For one whod learned a lot of this already and who also knew the menus I needed to know in the places I needed to know them, the ribbon is a step backwards. Perhaps its better for someone trying to learn the commands afresh – I dont know. But sitting in Word 2007 now I type Alt+I and a little box pops up that tells me to keep typing the office 2003 command. So I do with h and get a dull tone telling me no dice. So it doesnt work. But even more to the point, what if I didnt know the command in 2003? I want to find it out. The ribbon seems to offer no help with this kind of thing. As if perhaps its trying to discourage it.

For me anyway, the ribbon is such a small step forward in the ways that it is an improvement I actually wonder whether the main point of the ribbon is not ease of use but the development of an interface that might make people whove learned it more reluctant to move to an open source program. (Does anyone know if theyve got any patents or design patents on it?) . Office 2007 does come with a more user friendly way of customising buttons to do things you want, but as ever the list of things you can customise in this way is partial and the same problems occur if you try to customise key commands. I actually find it harder to find the commands I want to customise to my own key strokes in the new system.

And one more thing about the ribbon. As Joshua has shown us, feature creep means that its impossible to make navigation entirely logical. If you were trying to insert a table of authorities into a Word document which of the ribbons tabs would you choose of these?

Home || Insert || Page Layout || References || Mailings || Review || View || or Developer.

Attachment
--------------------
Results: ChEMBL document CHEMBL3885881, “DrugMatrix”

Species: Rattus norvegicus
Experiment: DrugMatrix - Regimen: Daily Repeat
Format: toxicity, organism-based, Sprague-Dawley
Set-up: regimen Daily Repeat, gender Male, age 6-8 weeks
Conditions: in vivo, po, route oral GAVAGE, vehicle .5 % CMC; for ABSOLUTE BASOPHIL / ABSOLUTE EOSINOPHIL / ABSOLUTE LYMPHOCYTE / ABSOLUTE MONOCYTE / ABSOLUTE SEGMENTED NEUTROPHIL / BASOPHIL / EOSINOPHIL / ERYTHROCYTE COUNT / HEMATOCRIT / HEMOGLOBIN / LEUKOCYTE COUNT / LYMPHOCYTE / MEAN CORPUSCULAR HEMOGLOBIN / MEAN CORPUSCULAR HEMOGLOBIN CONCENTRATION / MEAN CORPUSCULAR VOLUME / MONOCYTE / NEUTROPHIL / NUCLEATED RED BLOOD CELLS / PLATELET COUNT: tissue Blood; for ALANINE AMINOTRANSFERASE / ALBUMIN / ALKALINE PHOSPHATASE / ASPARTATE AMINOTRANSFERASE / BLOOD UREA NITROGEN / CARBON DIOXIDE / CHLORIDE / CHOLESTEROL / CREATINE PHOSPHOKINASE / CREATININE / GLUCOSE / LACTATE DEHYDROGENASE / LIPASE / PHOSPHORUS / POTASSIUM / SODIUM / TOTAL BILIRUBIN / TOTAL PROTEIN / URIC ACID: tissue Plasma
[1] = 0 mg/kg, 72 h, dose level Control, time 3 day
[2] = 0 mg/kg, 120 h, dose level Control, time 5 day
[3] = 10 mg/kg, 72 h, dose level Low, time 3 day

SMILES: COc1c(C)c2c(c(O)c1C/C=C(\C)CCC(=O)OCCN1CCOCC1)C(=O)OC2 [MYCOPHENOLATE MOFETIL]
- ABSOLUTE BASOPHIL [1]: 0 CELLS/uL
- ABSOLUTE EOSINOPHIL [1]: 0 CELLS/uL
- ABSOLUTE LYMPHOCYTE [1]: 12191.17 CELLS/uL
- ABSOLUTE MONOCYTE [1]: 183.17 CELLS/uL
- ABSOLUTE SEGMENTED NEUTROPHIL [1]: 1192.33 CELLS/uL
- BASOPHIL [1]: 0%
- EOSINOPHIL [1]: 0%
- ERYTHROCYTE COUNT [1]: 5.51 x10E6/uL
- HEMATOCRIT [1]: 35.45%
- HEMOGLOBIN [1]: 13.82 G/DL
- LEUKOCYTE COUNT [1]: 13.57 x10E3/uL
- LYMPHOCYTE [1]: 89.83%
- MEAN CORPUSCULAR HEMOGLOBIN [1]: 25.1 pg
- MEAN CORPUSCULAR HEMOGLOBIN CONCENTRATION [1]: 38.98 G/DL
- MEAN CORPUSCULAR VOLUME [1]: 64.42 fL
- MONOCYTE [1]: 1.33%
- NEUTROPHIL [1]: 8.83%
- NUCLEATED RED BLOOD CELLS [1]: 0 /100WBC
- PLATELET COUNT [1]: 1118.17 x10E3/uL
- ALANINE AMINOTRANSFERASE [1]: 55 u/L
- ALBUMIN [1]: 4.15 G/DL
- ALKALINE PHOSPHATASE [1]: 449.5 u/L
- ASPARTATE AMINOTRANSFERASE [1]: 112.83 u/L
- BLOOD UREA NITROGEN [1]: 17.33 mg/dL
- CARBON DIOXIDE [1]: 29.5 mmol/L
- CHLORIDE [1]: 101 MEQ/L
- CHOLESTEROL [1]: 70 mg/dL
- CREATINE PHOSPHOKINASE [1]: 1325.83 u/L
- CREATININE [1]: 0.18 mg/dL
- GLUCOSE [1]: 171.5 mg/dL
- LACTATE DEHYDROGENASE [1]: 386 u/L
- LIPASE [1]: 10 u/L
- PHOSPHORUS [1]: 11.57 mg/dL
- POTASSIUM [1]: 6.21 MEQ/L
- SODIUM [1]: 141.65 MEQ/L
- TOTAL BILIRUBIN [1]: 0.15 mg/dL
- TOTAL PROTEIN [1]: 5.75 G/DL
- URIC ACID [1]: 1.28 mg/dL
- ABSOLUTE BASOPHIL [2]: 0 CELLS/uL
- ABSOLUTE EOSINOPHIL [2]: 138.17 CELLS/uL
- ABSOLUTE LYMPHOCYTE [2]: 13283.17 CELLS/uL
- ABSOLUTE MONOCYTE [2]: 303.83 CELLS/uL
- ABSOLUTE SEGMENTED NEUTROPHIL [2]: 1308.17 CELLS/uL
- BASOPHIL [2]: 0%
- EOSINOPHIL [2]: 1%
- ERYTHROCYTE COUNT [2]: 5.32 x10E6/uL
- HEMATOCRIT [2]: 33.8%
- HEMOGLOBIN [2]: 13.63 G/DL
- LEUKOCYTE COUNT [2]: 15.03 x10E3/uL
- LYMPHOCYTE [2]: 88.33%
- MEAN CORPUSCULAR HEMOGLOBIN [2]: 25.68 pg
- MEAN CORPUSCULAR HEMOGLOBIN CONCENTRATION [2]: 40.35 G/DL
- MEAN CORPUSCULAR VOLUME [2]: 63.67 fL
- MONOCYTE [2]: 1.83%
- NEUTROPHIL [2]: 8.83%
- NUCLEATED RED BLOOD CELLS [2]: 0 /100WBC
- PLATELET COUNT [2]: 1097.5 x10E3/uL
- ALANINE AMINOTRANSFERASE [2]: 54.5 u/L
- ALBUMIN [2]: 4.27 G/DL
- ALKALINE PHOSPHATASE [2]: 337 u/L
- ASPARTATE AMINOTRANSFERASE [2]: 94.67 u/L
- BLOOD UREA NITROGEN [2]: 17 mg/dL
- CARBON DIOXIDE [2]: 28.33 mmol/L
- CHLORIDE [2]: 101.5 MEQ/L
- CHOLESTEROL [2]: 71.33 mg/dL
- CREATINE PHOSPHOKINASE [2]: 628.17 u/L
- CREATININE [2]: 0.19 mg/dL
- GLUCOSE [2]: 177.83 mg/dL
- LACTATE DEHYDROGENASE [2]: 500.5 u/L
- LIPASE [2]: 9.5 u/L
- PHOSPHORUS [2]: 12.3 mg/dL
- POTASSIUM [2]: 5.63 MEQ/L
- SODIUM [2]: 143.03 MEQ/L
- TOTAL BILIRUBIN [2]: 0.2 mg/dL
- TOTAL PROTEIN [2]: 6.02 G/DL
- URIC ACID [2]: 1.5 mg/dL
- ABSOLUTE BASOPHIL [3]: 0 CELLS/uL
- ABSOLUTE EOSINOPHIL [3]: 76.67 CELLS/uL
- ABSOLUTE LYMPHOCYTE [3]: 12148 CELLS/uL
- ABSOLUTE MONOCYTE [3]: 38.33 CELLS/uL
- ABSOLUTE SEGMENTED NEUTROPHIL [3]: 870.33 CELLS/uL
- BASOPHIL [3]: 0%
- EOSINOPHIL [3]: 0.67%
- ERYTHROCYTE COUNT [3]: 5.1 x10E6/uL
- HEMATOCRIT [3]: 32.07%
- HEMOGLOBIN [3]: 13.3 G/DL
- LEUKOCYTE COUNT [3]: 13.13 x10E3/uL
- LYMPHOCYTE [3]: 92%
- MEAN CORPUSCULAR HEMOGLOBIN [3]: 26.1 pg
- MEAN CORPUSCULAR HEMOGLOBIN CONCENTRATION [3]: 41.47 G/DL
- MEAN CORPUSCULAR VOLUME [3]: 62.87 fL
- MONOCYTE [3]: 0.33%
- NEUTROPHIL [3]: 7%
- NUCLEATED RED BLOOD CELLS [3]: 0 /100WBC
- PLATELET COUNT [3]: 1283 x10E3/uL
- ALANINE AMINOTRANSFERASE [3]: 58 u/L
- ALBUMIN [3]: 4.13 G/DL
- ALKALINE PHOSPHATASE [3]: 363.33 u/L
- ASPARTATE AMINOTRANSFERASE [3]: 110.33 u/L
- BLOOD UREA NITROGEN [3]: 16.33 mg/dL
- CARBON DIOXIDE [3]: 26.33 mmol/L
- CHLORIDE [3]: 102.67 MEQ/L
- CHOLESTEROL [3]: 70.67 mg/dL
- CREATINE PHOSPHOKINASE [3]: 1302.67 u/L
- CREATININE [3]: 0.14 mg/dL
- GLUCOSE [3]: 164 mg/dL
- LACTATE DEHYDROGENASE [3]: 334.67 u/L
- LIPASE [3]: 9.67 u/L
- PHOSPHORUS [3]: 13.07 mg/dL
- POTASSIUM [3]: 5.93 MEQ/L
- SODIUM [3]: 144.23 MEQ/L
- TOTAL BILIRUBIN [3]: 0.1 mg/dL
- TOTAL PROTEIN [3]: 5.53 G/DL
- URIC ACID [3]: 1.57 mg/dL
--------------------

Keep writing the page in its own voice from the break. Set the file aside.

I dont know about you but Id go to insert. After that Id be stumped, but its actually in references. As is inserting lots of other things. Like footnotes, tables of figures. Now I sympathise with the designers after all I’m sure its ambiguous. By my answer to that would be to do two things. Firstly Id realise the unlikelihood of an improvement for a seasoned user from this new interface and Id give users the option of which interface they use and/or build some Word 2003 learning centre where you can learn where the new commands are. Going to help is generally much more time consuming than this and Microsofts help is as useless as ever.

And also whats this business about a command having to be in one place and one place only what about locating things which could be in one of two places in both places or pointers to them? Especially if theres a place some people would definitely go looking? So you should create a footnote from either the insert or the references ribbon.

Then there are the things that never fail to amaze me about Microsofts upgrades. One can appreciate that they like to get things out the door quickly but this was a major upgrade. There are so many improvements that could have been made easily and bugs that could have been fixed like the tendency of the dictionary to revert to US spelling no matter how many times you instruct it to default to Australian spelling. Like the difficulty of backing up settings and putting them on another computer. Why, after ten years, doesnt autocorrect have a button or two letting you back it up? Why isnt autocorrect a whole lot more powerful than it was in 97?

When I was going to post on this more comprehensively I kept a list of these kinds of things which grew quite long. But I cant find it but there are lots of examples like those above. Of course if one saw a lot of diligence in progressively improving the program, one could forgive the odd thing not going the way youd like, but after four years, I expect a company with the resources that Microsoft has got to have done better than it has.

Over to you Joshua.
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Thanks Nick.

Well, let me start by saying that despite Nicks concerns, he cant hate Office 2007 too much as this document we are editing is in it. He has used the blog post feature and that will allow a clean publish right to the Club Troppo blog. Incidentally, I dont use Word for that purpose and prefer Windows Live Writer. In collaborative work, I have used Google Docs and Spreadsheets (here is an example).